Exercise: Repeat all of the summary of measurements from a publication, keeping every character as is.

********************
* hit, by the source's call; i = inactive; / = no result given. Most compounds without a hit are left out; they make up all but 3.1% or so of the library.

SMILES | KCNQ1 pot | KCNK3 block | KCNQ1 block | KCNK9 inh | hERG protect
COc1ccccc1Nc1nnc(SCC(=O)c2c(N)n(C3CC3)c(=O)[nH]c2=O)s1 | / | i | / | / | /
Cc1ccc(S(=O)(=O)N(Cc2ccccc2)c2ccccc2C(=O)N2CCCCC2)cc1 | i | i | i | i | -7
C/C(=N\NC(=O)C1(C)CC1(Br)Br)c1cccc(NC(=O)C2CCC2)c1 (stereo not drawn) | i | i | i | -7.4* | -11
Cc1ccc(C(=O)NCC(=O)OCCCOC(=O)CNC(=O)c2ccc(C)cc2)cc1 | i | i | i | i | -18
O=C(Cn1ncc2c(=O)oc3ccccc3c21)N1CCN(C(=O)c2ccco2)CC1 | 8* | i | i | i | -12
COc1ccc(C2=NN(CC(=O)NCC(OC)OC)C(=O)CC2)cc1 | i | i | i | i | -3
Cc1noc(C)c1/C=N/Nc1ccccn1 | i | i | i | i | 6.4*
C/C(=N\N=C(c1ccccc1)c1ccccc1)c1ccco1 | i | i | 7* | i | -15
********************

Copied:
* hit, by the source's call; i = inactive; / = no result given. Most compounds without a hit are left out; they make up all but 3.1% or so of the library.

SMILES | KCNQ1 pot | KCNK3 block | KCNQ1 block | KCNK9 inh | hERG protect
COc1ccccc1Nc1nnc(SCC(=O)c2c(N)n(C3CC3)c(=O)[nH]c2=O)s1 | / | i | / | / | /
Cc1ccc(S(=O)(=O)N(Cc2ccccc2)c2ccccc2C(=O)N2CCCCC2)cc1 | i | i | i | i | -7
C/C(=N\NC(=O)C1(C)CC1(Br)Br)c1cccc(NC(=O)C2CCC2)c1 (stereo not drawn) | i | i | i | -7.4* | -11
Cc1ccc(C(=O)NCC(=O)OCCCOC(=O)CNC(=O)c2ccc(C)cc2)cc1 | i | i | i | i | -18
O=C(Cn1ncc2c(=O)oc3ccccc3c21)N1CCN(C(=O)c2ccco2)CC1 | 8* | i | i | i | -12
COc1ccc(C2=NN(CC(=O)NCC(OC)OC)C(=O)CC2)cc1 | i | i | i | i | -3
Cc1noc(C)c1/C=N/Nc1ccccn1 | i | i | i | i | 6.4*
C/C(=N\N=C(c1ccccc1)c1ccccc1)c1ccco1 | i | i | 7* | i | -15